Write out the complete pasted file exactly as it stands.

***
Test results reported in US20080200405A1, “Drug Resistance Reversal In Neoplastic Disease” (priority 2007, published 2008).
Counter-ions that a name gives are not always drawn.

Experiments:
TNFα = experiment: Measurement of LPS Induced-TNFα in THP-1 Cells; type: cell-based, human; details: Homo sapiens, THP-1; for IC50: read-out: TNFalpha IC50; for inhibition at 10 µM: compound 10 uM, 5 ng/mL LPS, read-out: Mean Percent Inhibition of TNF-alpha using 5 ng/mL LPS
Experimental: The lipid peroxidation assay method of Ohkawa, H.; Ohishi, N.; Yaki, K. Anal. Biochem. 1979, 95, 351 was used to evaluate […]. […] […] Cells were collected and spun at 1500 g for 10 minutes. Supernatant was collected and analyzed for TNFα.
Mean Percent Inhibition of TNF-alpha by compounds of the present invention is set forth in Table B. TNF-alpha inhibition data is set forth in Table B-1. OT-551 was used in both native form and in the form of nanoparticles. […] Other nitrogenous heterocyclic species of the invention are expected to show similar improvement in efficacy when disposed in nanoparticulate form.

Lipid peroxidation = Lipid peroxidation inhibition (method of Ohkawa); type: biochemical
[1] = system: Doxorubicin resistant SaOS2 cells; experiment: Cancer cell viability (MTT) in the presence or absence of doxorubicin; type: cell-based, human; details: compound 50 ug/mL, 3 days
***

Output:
Test results reported in US20080200405A1, “Drug Resistance Reversal In Neoplastic Disease” (priority 2007, published 2008).
Counter-ions that a name gives are not always drawn.

Experiments:
TNFα = experiment: Measurement of LPS Induced-TNFα in THP-1 Cells; type: cell-based, human; details: Homo sapiens, THP-1; for IC50: read-out: TNFalpha IC50; for inhibition at 10 µM: compound 10 uM, 5 ng/mL LPS, read-out: Mean Percent Inhibition of TNF-alpha using 5 ng/mL LPS
Experimental: The lipid peroxidation assay method of Ohkawa, H.; Ohishi, N.; Yaki, K. Anal. Biochem. 1979, 95, 351 was used to evaluate […]. […] […] Cells were collected and spun at 1500 g for 10 minutes. Supernatant was collected and analyzed for TNFα.
Mean Percent Inhibition of TNF-alpha by compounds of the present invention is set forth in Table B. TNF-alpha inhibition data is set forth in Table B-1. OT-551 was used in both native form and in the form of nanoparticles. […] Other nitrogenous heterocyclic species of the invention are expected to show similar improvement in efficacy when disposed in nanoparticulate form.

Lipid peroxidation = Lipid peroxidation inhibition (method of Ohkawa); type: biochemical
[1] = system: Doxorubicin resistant SaOS2 cells; experiment: Cancer cell viability (MTT) in the presence or absence of doxorubicin; type: cell-based, human; details: compound 50 ug/mL, 3 days